Comment>

            • #7
              Originally posted by efrainsilva1 View Post
              That is quite an interesting question. I do not seek to necessarily dismiss it as irrelevant, especially as a more serious theologian and scholar of both the Old Testament and the New Testament. Yet I do not see the necessity to know the answer. Our God is Who He says He is, and our current Bible is enough.
              Not a question whose answer is necessary, as much as a question worth asking.

              Just as a matter of 100% personal opinion, I will gain more pondering the mystery and wonder of who it is that I call 'LORD' (I expect to never fully understand this whole Trinity-Godhead thing until I am face to face with Him ... and maybe not even then) than I will benefit from expending the same effort into the mystery of the details of "sufficient for all, but efficient only for the elect.” (which is a matter that I cannot influence since God will have mercy on whom he will have mercy, and has yet to seek my council on the matter.)

              ... But it is useful to ponder who I am praying to.
              Comment>

              • #8
                Hebrews 1:10[*1]
                And, You, Lord, laid the foundation of the earth in the beginning, and the heavens are the work of your hands. (ESV)


                The following is from "biblicalunitarian":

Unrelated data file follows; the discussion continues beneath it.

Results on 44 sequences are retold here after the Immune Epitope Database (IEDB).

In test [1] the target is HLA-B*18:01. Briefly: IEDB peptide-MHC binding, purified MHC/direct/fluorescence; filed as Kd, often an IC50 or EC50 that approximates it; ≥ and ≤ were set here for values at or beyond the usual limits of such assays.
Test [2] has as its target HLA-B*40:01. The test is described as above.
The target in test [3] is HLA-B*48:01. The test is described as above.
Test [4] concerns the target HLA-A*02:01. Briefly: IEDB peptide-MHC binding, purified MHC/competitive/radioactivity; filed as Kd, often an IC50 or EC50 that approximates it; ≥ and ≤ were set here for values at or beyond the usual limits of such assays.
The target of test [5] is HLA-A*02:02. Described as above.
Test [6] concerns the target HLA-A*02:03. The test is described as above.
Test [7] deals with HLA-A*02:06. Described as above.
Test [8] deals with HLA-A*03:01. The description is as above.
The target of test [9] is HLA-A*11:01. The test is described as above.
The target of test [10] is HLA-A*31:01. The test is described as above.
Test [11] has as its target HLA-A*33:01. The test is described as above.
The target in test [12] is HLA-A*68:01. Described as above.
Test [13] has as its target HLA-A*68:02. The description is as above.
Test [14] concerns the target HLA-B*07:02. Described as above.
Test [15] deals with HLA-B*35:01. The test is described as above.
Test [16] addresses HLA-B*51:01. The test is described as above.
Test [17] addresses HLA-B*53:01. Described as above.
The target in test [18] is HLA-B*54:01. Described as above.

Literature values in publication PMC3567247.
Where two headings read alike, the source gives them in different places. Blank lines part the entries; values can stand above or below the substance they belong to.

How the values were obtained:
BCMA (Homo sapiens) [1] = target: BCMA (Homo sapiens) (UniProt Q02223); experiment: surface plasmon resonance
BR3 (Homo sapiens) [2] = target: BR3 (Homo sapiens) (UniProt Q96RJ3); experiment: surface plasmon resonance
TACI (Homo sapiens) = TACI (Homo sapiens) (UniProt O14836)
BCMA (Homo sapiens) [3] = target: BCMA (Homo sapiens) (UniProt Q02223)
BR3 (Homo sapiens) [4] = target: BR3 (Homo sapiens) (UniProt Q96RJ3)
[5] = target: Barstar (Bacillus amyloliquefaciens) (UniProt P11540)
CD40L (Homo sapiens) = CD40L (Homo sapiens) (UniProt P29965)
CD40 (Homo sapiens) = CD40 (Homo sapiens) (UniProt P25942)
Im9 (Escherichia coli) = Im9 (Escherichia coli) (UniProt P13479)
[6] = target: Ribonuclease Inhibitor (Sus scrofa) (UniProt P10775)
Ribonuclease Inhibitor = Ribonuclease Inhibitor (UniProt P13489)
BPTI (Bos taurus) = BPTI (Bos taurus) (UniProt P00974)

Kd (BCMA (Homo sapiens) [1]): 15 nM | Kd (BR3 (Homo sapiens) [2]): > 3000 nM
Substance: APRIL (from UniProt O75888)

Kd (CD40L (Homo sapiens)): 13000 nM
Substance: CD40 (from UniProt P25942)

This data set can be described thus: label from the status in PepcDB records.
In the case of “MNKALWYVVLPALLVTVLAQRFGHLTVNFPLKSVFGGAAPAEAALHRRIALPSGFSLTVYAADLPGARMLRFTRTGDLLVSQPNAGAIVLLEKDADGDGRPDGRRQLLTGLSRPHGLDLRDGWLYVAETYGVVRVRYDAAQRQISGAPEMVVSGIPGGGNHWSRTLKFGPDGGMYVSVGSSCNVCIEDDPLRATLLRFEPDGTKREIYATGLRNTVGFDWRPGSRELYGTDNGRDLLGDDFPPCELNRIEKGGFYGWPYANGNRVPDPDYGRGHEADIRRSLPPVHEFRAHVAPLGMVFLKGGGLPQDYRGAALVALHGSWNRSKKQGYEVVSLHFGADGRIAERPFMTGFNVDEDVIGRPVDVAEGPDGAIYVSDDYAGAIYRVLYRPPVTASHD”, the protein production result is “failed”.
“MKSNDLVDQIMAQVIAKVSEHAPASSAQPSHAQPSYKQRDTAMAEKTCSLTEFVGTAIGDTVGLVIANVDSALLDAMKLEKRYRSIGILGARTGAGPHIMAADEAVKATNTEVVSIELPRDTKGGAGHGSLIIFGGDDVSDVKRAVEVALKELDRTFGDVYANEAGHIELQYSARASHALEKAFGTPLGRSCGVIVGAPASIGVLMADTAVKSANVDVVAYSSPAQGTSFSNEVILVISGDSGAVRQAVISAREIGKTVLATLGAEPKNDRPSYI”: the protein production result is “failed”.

Authors who believe that the verse refers to the Son:
                Broughton and Southgate, pp. 289-295
                Buzzard, pp. 161 and 162
                Racovian Catechism, pp. 95-105

                Authors who believe that the verse applies to the Father
                Hyndman, p. 137
                Morgridge, p. 122
                Norton, p. 214
                Hebrews 1:10 - A Verse Used to Support the Trinity | BiblicalUnitarian.com

                Once again we see those that deny the Lord Jesus is God at a total loss in distinguishing the Creator from their "creature-jesus."



                [*1] Concerning "Lord" (kyrios) in Hebrews 1:10 the BDAG (3rd Edition) reads, "kyrios is also used in reference to Jesus" (page 577-578) and yet His "hands" (cheir) are those of the "Creator" (page 1082).
                Comment>